Different studies suggested that colonic gas production favours infantile colic, however the speculation is not supported by well-built scientific researches. Recently, it has been evidenced that gas forming coliform concentration is higher in colicky infants than in healthy controls [16
]. Various medical interventions have already been applied to improve symptoms related to infantile colic. Simethicone, a defoaming agent, has been promoted as an effective treatment reducing the formation of intraluminal gas, even though existing data do not demonstrate conclusive benefit of such therapy [24
]. Alternative solutions to the problem are therefore looked forward.
Recently the benefit of supplementation with Lactobacillus reuteri
(American Type Culture Collection Strain 55730 and DSM 17 938) has been reported opening a new therapeutic approach [14
], even though clinical trials are needed to promote new treatments to reduce abdominal pain related to infantile colic [16
Coliform growth and carbohydrate fermentation affect ammonia absorption and urea nitrogen recycling and excretion. We observed reduction in fecal ammonia concentrations in breastfed infants given L. reuteri
and this could be related to modification of bacterial enzyme activity depending on gut microbiota and suggested that gas forming coliforms may be involved in determining colonic fermentation and consequently excessive intraintestinal air load, aerophagia and pain, characteristic symptoms of colic crying, but many aspects of these relationships are still unclear [15
]. In the present study we confirmed the higher count of coliforms in colicky infants with respect to non colicky newborns, as already observed in a previous work [17
Previous studies had shown that some Lactobacillus
spp. strains possessed inhibitory activity against E. coli
, preventing the binding of enteropathogenic E. coli
and other pathogens to intestinal cells [26
]. More recently it has been shown that a synbiotic diet containing both prebiotics and probiotics reduces population of intestinal E. coli
and the pathogen population in rats [27
Given these findings, in this work new Lactobacillus strains possessing anti-microbial activity against gas-producing coliforms were searched and the interaction between selected lactobacilli and coliforms was studied.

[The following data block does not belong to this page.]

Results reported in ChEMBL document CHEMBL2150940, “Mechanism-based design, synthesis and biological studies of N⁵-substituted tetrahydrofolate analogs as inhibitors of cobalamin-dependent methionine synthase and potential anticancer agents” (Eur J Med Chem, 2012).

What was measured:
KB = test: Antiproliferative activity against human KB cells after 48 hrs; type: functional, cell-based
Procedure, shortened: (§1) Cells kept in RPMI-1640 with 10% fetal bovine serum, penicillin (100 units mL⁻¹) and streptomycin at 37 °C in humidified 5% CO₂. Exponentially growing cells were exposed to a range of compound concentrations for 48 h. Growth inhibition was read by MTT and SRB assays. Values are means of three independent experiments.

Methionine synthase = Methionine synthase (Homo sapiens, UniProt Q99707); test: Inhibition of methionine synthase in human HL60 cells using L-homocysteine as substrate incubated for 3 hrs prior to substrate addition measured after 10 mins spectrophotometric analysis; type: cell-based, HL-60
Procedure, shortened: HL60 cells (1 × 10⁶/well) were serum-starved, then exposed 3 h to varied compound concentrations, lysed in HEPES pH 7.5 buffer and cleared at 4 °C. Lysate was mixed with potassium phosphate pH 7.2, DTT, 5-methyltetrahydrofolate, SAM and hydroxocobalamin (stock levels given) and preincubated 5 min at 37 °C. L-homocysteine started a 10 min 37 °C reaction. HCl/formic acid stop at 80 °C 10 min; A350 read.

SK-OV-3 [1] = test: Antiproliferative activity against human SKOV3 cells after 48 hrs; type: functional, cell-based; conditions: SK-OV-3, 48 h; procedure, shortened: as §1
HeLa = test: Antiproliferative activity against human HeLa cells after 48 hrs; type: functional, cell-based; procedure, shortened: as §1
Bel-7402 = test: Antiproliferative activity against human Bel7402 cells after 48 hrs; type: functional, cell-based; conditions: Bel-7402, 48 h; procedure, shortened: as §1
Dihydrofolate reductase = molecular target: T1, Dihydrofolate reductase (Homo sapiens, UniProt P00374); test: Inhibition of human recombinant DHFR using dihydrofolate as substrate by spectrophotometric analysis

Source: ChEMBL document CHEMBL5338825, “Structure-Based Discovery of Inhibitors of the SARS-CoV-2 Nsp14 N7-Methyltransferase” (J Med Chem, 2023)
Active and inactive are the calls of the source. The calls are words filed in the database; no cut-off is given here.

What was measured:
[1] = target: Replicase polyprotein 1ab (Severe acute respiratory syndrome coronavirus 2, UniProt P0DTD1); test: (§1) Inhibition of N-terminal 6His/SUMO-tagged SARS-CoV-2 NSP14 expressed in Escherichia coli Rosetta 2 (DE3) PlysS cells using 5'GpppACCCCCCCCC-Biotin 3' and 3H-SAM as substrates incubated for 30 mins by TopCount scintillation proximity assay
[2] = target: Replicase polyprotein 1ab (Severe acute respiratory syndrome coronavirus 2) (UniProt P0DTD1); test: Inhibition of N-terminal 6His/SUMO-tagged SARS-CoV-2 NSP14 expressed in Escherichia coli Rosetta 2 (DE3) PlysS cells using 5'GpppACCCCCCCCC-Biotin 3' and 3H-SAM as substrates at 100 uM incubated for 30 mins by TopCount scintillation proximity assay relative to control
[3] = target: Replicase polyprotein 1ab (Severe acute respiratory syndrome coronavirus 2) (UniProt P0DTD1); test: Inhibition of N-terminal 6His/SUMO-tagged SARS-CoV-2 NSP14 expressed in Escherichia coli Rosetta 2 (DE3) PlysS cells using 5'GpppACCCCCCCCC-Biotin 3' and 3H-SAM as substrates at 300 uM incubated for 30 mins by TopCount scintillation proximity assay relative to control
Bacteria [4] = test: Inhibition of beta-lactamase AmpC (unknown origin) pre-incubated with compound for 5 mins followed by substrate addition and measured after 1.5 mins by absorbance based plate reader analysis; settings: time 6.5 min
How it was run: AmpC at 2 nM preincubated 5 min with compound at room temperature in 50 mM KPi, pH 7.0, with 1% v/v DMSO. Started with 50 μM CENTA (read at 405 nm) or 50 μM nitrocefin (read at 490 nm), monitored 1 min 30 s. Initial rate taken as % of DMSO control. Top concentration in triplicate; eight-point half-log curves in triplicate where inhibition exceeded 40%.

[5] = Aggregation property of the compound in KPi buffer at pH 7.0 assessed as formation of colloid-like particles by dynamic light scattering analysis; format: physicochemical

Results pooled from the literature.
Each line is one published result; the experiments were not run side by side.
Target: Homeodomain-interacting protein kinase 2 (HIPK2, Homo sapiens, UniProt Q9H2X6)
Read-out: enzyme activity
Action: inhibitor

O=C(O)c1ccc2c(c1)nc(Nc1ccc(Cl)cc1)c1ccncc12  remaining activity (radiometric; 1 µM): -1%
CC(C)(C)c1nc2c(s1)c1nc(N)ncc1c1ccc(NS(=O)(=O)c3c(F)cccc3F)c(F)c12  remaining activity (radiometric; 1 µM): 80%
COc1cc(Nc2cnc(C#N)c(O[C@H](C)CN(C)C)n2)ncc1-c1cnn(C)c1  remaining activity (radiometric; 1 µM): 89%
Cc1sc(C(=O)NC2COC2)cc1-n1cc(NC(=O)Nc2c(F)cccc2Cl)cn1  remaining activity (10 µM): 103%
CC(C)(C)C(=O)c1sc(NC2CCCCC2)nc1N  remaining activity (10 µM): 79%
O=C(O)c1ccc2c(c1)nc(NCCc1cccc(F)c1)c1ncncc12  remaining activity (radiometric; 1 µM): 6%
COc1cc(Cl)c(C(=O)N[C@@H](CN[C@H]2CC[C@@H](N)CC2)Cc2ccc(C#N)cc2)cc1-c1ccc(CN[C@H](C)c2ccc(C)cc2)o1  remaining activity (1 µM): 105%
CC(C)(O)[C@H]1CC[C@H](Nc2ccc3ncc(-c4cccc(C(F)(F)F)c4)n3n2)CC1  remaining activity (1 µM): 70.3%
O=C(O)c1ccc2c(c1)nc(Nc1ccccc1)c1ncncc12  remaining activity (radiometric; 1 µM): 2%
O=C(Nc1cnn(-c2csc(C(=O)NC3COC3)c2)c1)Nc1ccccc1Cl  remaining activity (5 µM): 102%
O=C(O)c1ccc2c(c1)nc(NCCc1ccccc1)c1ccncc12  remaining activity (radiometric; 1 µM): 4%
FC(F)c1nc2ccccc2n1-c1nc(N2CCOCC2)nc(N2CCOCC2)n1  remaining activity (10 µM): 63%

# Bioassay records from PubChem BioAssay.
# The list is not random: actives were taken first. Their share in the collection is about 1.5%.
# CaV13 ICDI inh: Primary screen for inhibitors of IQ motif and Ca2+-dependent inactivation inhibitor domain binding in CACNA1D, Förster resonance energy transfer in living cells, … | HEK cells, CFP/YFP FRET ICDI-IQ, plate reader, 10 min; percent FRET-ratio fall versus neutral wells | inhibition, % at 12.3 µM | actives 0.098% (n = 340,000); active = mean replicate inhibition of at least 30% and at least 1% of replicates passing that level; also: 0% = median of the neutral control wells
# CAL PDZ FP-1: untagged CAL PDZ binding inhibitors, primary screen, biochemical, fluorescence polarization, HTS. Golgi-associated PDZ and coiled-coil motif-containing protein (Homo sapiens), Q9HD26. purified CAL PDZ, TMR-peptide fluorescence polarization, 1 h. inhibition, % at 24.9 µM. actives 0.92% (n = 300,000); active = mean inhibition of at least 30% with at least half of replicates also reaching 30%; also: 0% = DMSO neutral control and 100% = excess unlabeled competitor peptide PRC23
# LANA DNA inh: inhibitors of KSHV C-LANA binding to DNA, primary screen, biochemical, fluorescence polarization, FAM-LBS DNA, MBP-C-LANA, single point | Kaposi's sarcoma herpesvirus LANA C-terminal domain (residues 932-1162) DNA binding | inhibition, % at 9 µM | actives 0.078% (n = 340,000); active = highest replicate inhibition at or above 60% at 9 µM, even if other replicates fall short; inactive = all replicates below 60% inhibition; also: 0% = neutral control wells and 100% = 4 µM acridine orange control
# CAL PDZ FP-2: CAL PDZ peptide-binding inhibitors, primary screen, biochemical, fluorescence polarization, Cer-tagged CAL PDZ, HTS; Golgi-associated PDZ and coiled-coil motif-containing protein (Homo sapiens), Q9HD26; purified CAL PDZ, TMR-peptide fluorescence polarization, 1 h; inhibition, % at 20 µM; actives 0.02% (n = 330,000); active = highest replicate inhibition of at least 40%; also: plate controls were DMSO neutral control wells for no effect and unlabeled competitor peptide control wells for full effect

Coliforms were isolated from stools of colicky infants and characterized taxonomically and for gas production. They were all gas-producing strains and were attributed to 6 different species. The taxonomic identification of the isolated strains and their relative percentage within the coliform group confirmed the results obtained in a previous study, being E. coli
the most represented species [17
]. Two of the 27 lactic acid bacteria assayed in this study, L. delbrueckii
DSM 20074 and L. plantarum
MB 456, were able to inhibit the growth of gas-forming coliforms belonging to the different species isolated from colicky infants. The extent of the inhibitory activity was similar for all the coliforms assayed (Table ), although it was higher for the DSM 20074 strain with respect to the other one. Moreover, the capability of the DSM 20074 strain of hindering the growth of coliforms was also observed in a liquid co-culturing assay. Therefore, this strain appears to be a good candidate to relieve symptoms caused by gas-producing coliforms in colicky infants.
The antagonistic activity of the two Lactobacillus
strains was only evidenced when harvested cells were applied, whereas the neutralized culture supernatants did not exert any activity on the same coliforms (Figure ). The inhibitory activity of lactic acid bacteria has generally been ascribed to two mechanisms, which can often coexist: i) the production of bacteriocins or bacteriocin-like molecules, which are very often secreted outside the cell [28
] and ii) the production of inhibitory non proteinaceous metabolites such as organic acids, carbon dioxide, ethanol, hydrogen peroxide and diacetyl, whose anti-microbial action is well known [30
]. In addition, Alakomi et al. reported that lactic acid can permeabilize the membrane of Gram negative bacteria by a mechanism of outer membrane disruption [31
]. In the case of the two lactic acid bacteria showing inhibitory activity against coliforms in this work, this activity is linked to the presence of the whole cells, although it is not possible to exclude that putative inhibitory molecules are present in the supernatants at such a low concentration that their activity cannot be detected by the assay employed. Therefore, it is not possible to clearly ascribe the inhibitory activity to a defined group of molecules and further studies are necessary to characterize the exact mechanism of inhibition.